Setting up an HSA
Health savings account (HSA) requirements
To set up an HSA, make sure you meet these requirements:
- You must be covered by a high deductible health plan. Your Priority Health medical plan can be an HMO, POS or PPO as long as it has what qualifies as a "high" deductible. The government's definition of a high-deductible health plan changes each year.
- You can't be covered by any other medical plan or flexible spending account, unless it's a limited FSA. Your spouse or your children CAN be covered by another health plan.
- You can't be enrolled in Medicare Parts A, B or D.
- You can't be claimed as a dependent on anyone else's tax return.
- Your medical plan must limit your maximum out-of-pocket expenses. Most plans set them lower than the allowed maximum.
Setting up an HSA
- You set up a health savings account with your bank or financial institution or, if you have insurance through your employer, the one specified by your employer. The bank is responsible for tax reporting on your HSA and sends you statements showing deposits, withdrawals and balance.
- You'll use checks, a debit card or both to pay for your health care expenses.
- You, your employer (if applicable) or anyone else can put money into your HSA each year.
- If you contribute money through payroll deduction, it comes out of your paycheck tax-free.
- Funds in your HSA may earn tax-free interest, so even if you're not contributing to your account your HSA may continue to grow.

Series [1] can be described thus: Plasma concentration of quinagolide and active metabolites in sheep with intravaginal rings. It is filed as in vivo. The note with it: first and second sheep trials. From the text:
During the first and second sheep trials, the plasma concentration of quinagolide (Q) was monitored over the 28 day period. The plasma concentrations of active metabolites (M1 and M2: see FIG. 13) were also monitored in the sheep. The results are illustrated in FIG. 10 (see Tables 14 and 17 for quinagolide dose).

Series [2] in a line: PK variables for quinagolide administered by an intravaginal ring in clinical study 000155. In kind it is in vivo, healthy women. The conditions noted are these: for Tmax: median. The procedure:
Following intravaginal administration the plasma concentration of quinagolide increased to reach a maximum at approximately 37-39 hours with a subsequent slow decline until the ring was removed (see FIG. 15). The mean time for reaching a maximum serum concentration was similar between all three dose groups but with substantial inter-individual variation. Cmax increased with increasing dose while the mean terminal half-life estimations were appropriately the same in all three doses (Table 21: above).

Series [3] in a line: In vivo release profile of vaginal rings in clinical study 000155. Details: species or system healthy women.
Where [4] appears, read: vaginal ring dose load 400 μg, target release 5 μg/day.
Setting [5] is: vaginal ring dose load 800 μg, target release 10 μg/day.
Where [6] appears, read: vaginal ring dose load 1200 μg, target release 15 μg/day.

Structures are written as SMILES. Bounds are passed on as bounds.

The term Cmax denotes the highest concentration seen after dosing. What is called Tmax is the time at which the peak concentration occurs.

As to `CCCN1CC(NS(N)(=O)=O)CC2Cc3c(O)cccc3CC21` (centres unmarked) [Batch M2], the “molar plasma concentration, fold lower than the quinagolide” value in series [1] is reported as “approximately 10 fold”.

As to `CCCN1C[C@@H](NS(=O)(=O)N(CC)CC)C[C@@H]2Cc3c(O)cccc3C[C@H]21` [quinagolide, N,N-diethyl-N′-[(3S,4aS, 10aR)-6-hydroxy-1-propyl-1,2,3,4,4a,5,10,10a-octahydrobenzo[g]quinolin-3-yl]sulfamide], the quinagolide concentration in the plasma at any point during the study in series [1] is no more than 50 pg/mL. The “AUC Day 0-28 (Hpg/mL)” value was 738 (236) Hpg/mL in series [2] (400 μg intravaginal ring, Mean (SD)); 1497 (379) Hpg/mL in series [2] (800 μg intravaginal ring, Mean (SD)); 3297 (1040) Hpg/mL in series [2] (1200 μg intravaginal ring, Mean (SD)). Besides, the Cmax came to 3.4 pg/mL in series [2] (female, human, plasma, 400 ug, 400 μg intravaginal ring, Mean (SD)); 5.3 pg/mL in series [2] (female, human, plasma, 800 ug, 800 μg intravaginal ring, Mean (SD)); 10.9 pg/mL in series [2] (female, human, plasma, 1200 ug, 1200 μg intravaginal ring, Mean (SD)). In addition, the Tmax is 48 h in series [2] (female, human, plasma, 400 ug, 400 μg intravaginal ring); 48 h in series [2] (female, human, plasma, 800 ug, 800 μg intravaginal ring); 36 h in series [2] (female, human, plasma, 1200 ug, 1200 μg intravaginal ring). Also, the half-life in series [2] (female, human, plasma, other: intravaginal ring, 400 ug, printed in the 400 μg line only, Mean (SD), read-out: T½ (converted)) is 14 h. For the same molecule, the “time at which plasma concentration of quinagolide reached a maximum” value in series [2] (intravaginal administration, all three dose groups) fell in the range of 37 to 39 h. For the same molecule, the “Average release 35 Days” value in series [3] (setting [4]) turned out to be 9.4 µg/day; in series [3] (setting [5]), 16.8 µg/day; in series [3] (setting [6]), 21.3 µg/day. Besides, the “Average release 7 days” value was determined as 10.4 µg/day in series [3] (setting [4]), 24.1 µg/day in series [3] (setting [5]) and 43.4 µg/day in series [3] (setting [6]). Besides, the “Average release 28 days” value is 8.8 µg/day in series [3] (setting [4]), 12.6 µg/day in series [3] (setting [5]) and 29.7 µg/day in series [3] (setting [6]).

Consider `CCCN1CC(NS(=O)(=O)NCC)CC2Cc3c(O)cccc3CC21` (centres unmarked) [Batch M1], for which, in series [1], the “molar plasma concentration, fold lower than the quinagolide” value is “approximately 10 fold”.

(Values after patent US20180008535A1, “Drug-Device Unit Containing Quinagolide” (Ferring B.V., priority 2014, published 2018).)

- Since you own your HSA, you can transfer it to a different bank or credit union if you change employers.
- If you change health plans and are no longer eligible for an HSA, different rules will apply, but the money remains yours and you can use it for qualified health care expenses.
- If you have Priority Health insurance through your employer, check with them about your HSA banking options.
- If you have a MyPriority plan and aren't sure who to use as your banking partner, we partner with a preferred banking partner called HealthEquity.
HSA contribution limits
The total amount you can put in your HSA each year is limited by the IRS. If you're over age 55, you may put in additional "catch-up" money. For 2018, the limit is $3,450 for singles and $6,900 for families.
It's important that you not exceed your contribution limit. Any amount of money that goes over what you're allowed by the IRS may be subject to tax penalties.